# For a system to be causal, number of finite zeros <= number of finite poles. Why?

I read in this pdf that for a system to be causal, the number of finite zeros must be no greater than number of finite poles. Why?

I know that for a system to be causal, $h[n]=0$ for all $n<0$. Can you give an explanation how the statement maps to this? Or why the number of finite zeros are less than or equal to the number of finite poles for a system to be causal?

If the number of finite zeros is not greater than the number of finite poles then the transfer function is proper, i.e., the degree of the numerator polynomial is not greater than the degree of the denominator polynomial.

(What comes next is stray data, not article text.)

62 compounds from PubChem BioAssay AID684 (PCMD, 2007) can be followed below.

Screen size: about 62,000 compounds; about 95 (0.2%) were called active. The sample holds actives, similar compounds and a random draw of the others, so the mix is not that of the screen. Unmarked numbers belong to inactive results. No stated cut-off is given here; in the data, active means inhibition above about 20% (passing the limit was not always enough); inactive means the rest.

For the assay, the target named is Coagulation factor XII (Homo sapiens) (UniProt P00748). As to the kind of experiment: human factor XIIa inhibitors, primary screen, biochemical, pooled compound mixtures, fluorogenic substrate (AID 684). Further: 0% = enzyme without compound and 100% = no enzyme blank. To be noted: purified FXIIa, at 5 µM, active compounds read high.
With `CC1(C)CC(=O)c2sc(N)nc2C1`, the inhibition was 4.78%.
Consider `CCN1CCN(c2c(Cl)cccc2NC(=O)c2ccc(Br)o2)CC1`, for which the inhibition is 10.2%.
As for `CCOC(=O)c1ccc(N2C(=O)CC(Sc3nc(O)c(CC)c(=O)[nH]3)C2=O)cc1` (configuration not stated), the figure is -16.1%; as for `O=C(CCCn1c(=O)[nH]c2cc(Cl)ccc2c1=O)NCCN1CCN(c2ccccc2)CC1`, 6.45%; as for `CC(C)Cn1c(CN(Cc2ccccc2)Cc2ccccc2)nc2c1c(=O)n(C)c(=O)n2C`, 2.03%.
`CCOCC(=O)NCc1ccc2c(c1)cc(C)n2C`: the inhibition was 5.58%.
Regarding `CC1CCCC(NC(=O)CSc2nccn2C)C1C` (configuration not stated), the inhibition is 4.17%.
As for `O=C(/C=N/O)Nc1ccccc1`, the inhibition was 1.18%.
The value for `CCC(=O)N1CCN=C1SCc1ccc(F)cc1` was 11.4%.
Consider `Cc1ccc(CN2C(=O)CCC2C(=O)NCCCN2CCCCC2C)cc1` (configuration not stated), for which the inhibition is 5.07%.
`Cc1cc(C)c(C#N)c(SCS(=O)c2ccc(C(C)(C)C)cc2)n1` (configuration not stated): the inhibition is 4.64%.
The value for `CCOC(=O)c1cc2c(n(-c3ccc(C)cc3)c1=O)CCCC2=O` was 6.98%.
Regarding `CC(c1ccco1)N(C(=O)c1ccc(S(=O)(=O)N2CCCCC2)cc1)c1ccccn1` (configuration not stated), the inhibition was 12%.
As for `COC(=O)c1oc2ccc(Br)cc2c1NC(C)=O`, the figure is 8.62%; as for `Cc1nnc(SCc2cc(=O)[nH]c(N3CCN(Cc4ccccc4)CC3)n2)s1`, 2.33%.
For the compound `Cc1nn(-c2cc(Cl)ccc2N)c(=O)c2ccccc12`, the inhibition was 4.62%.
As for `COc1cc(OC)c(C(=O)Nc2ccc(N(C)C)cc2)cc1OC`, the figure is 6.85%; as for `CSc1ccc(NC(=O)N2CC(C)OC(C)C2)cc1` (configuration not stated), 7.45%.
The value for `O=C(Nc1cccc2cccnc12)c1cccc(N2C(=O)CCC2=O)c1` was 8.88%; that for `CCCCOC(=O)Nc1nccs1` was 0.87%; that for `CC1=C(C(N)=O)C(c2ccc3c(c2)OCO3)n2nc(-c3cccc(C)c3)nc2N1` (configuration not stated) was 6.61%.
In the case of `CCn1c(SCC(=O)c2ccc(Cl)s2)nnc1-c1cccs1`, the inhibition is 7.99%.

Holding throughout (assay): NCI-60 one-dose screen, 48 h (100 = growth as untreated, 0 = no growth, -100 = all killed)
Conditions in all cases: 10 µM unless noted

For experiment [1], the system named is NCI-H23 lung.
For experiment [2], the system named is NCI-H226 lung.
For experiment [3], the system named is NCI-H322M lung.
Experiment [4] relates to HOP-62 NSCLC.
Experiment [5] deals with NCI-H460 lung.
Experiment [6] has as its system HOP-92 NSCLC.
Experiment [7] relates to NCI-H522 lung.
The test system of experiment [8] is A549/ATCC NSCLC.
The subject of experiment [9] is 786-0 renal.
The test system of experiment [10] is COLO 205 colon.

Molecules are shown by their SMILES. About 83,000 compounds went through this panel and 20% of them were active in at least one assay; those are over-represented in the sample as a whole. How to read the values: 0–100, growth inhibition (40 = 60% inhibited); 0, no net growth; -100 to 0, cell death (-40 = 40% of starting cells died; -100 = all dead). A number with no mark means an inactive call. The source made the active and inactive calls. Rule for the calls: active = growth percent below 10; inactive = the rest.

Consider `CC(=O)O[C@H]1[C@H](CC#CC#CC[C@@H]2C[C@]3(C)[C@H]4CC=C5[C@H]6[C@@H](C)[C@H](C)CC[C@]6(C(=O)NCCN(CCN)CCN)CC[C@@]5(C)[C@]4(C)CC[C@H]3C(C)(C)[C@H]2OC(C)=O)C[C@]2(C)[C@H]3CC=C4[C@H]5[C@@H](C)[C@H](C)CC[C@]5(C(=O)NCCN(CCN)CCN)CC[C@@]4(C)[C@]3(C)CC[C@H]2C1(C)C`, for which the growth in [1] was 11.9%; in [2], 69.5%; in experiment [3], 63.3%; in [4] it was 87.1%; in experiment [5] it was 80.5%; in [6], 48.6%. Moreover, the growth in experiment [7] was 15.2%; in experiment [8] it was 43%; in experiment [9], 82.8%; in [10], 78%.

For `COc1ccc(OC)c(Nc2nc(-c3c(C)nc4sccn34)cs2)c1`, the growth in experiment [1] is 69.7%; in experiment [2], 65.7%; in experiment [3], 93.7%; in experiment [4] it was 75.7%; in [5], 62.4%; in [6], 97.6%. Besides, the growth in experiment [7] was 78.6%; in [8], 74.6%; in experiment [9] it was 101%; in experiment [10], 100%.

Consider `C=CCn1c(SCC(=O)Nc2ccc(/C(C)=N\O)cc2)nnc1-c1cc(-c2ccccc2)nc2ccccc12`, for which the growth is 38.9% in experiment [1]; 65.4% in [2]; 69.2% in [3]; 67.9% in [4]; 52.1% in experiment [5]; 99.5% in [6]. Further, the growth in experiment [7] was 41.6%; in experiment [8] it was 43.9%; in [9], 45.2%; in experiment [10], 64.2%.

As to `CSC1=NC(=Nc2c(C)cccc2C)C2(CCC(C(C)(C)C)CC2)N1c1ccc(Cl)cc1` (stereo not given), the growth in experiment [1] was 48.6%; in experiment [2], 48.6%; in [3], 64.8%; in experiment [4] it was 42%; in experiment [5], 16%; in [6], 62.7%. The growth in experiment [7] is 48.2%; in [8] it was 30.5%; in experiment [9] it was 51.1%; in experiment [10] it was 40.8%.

If the degree of the numerator polynomial were greater than the degree of the denominator polynomial, we would get at least one pole at infinity. This violates the requirement that a causal and stable system must have all its poles in the left half-plane (for continuous-time systems), or inside the unit circle (for discrete-time systems). Consequently, a causal and stable system must have a proper transfer function. This is true in continuous time as well as in discrete time.